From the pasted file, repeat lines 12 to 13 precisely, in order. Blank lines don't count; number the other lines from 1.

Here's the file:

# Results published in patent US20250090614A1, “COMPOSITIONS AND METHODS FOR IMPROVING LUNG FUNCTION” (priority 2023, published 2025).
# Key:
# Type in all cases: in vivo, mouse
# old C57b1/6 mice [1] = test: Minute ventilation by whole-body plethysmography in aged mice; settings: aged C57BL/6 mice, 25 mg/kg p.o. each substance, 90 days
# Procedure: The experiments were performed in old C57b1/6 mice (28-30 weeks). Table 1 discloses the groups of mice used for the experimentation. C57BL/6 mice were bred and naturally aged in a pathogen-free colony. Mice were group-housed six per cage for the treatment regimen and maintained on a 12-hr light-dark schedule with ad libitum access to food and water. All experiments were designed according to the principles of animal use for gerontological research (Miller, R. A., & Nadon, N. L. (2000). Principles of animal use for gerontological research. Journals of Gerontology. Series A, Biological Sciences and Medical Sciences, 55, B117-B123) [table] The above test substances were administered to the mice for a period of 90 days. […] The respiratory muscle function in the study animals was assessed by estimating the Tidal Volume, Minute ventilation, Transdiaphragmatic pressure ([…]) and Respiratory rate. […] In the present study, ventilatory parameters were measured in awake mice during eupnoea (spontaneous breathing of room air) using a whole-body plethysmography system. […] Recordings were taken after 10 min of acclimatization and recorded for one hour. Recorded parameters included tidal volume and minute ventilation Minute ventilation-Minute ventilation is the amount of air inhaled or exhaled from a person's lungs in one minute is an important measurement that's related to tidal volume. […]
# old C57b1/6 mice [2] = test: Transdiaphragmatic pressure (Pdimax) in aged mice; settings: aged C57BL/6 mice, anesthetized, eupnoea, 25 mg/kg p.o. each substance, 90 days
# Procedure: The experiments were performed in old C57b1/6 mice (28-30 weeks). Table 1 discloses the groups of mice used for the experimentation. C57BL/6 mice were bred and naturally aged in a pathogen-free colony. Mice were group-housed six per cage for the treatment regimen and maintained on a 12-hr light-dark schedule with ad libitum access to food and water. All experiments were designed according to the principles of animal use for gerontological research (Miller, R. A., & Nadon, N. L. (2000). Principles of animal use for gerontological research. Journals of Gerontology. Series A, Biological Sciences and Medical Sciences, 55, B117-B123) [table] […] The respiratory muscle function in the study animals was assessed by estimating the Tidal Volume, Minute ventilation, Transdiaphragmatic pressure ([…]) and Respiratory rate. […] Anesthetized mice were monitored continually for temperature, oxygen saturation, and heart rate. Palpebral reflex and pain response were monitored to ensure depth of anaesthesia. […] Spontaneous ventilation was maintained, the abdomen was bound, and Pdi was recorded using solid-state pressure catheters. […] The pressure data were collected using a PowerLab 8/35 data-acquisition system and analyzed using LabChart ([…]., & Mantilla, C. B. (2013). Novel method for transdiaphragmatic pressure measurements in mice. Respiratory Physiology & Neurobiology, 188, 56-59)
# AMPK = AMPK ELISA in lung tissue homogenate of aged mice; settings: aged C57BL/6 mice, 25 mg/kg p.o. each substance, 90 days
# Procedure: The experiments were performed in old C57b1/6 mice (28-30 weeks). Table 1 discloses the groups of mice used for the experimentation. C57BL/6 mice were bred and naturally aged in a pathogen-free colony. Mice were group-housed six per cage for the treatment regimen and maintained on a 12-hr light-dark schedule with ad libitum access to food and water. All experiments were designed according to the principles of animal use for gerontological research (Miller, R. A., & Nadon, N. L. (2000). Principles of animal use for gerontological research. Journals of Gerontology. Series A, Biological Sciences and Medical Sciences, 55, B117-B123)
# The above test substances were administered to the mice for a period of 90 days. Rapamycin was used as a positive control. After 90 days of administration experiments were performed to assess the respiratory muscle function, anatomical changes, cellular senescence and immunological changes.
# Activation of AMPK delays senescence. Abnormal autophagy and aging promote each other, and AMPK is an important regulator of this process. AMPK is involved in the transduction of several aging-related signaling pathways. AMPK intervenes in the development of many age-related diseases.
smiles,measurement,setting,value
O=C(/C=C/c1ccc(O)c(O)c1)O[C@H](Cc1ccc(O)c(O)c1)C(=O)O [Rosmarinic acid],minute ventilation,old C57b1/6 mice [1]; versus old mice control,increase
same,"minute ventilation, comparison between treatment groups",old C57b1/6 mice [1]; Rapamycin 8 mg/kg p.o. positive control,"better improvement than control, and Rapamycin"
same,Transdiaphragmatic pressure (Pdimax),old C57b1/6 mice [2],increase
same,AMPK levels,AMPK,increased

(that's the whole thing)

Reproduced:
smiles,measurement,setting,value
O=C(/C=C/c1ccc(O)c(O)c1)O[C@H](Cc1ccc(O)c(O)c1)C(=O)O [Rosmarinic acid],minute ventilation,old C57b1/6 mice [1]; versus old mice control,increase